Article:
Can You Believe How Much Money Facebook Interns Make?
I used to be an intern. I got my start back in January 2005 interning at VIBE. And, I was thrilled to be there. I ended up staying on as an intern for about a year before I was hired there and joined the staff. So, in the end, it really worked out for me.
But, here’s the thing about being an intern: Financially, it sucks. Let me put a little more emphasis on that. It sucks. Like, if you’re looking for an internship–which, by the way, I’d highly recommend if you’re looking to break into a field like journalism—don’t do it because you want to make a lot of money. Because, truth be told, you’re not going to make much. Or, worse yet, you’re probably not going to make anything. I had to work a part-time job just to be able to afford to commute to VIBE and buy lunch during the year I interned there. I’m not complaining about it. It’s all a part of paying dues. But, interning is not exactly lucrative when it comes to your bottom line.
Well, let me take that back. Interning isn’t usually lucrative. I say that because I just came across this story about software engineering interns at Facebook, and it’s pretty safe to say that not all interns struggle to make ends meet because of their lack of pay. In fact, from where I’m sitting, becoming a Facebook “intern” actually sounds like a pretty cushy job. Facebook interns stand to make a monthly salary of about $6,225. Not a yearly salary. A monthly salary. That means they take home about $74,000 per year for interning at Facebook. Oh, and that’s actually not every intern’s salary. It’s the average intern’s salary. So, there are some who make well over $100,000 and some who “only” make $50 or $60K.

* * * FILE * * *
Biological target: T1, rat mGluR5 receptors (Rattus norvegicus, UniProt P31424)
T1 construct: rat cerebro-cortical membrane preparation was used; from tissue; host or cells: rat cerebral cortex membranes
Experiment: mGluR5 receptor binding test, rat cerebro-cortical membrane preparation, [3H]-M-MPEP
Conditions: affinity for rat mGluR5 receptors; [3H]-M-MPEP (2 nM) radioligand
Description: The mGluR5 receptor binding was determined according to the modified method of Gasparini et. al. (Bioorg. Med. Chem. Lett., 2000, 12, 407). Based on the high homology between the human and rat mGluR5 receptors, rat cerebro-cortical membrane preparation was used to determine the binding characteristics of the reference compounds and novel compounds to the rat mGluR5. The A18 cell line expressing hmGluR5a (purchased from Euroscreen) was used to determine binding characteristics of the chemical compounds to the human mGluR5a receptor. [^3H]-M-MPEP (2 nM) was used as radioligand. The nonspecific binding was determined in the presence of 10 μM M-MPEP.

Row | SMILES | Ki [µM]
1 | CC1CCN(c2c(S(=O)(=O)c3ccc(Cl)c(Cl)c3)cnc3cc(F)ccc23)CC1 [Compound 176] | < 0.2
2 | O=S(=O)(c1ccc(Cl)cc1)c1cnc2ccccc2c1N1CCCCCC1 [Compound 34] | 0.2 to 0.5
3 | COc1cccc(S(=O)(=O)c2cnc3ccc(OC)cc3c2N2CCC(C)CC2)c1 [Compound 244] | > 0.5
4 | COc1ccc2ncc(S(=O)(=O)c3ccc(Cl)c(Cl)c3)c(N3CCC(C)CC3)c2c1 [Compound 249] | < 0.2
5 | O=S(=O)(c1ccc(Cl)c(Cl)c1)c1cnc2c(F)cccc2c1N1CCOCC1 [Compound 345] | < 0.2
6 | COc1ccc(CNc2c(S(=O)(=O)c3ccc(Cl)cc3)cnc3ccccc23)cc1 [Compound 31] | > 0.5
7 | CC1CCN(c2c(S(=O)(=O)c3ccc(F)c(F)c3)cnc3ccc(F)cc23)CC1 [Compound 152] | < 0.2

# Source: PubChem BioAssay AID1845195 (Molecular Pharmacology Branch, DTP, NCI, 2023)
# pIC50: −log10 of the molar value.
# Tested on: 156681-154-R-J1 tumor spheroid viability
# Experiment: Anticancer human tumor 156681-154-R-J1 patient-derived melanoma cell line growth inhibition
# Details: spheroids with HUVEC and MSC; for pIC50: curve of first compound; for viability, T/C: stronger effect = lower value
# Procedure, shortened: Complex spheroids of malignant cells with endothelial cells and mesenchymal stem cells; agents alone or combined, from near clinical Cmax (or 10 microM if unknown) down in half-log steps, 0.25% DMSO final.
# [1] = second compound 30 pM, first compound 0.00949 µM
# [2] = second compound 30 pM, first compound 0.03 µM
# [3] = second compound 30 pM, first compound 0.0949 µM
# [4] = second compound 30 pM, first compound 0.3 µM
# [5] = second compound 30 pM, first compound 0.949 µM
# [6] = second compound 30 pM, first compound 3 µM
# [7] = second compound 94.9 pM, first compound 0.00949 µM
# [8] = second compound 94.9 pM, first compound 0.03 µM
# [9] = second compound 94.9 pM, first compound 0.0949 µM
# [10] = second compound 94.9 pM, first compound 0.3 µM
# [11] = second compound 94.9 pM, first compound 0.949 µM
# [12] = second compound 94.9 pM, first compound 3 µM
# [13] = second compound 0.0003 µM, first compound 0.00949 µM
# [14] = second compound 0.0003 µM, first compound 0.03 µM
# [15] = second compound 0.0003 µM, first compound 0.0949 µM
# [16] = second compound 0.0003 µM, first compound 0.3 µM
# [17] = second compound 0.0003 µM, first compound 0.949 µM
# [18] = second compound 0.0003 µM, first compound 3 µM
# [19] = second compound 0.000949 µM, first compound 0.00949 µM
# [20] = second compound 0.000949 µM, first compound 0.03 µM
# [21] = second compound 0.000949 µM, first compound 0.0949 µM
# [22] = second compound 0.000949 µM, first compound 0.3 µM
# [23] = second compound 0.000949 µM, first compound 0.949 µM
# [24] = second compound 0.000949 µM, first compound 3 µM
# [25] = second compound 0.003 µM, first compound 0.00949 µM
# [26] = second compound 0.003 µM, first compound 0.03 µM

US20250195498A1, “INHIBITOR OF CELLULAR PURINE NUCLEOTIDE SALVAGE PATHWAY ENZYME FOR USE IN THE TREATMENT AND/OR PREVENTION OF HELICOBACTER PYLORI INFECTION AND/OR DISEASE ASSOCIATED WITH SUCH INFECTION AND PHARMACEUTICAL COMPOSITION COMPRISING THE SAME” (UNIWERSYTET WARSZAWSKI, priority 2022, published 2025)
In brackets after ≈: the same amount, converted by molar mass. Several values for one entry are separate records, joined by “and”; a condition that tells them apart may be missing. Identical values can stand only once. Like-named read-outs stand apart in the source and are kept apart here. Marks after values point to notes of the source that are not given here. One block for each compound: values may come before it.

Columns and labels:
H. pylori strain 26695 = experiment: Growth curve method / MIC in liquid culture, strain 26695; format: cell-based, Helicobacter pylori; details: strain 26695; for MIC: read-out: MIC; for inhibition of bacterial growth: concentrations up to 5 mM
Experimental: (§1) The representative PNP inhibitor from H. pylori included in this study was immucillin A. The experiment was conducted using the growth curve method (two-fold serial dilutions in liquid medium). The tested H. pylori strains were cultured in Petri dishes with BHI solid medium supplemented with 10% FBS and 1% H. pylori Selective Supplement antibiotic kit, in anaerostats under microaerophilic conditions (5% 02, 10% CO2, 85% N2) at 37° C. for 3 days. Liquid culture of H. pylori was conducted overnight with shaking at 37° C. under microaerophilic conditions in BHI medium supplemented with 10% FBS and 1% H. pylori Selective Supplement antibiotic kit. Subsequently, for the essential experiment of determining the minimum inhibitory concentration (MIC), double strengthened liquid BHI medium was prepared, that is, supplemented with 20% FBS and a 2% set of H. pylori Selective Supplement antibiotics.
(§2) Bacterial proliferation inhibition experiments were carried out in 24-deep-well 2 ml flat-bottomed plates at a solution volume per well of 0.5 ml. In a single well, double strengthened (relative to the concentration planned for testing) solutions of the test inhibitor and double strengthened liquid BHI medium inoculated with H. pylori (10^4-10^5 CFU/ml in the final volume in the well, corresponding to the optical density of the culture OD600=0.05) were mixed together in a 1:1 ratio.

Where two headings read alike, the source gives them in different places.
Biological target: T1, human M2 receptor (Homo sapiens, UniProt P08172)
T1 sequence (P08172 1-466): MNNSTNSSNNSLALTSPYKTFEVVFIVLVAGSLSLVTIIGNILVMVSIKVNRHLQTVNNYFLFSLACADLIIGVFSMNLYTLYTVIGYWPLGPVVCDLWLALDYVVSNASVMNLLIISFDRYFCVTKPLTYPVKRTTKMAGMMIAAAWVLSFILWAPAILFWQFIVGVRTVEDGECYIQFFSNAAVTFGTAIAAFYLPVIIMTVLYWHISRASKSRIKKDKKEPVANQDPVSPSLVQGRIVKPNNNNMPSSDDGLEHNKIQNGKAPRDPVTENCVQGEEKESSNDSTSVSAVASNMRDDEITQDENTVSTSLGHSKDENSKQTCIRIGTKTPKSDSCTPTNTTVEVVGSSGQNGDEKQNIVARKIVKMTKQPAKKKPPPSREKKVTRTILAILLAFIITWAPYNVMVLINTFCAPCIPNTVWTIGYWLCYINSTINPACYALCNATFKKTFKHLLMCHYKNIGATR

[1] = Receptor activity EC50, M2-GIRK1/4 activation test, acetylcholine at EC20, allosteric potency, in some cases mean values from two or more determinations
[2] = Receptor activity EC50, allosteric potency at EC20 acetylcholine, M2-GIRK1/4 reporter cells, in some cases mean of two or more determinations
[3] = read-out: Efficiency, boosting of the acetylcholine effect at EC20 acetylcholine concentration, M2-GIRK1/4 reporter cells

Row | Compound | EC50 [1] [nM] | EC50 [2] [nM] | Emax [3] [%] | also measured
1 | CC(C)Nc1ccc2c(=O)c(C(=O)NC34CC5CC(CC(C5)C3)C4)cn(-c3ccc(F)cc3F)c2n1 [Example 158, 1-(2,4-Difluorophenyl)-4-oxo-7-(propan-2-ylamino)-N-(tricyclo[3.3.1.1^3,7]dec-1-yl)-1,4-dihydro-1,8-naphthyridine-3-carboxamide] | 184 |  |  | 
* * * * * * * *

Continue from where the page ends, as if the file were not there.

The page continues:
Facebook interns aren’t the only interns pulling in major bank, either. Other tech companies like Google ($6,463/month), Microsoft ($6,746/month), and Amazon ($5,552) also offer nice monthly payments to their interns. And, statistics show that those who work in the finance and accounting fields also make a pretty penny when they intern at major corporations.
So, what can we learn from all of this? Well, that I clearly chose the wrong type of internship (just kidding—I couldn’t have picked a better place) and that when I have kids, they’re definitely going to at least consider studying computer science in college (not kidding about that one!). Because, as someone who used to be an intern, the “salary” Facebook offers to interns sounds almost too good to be tru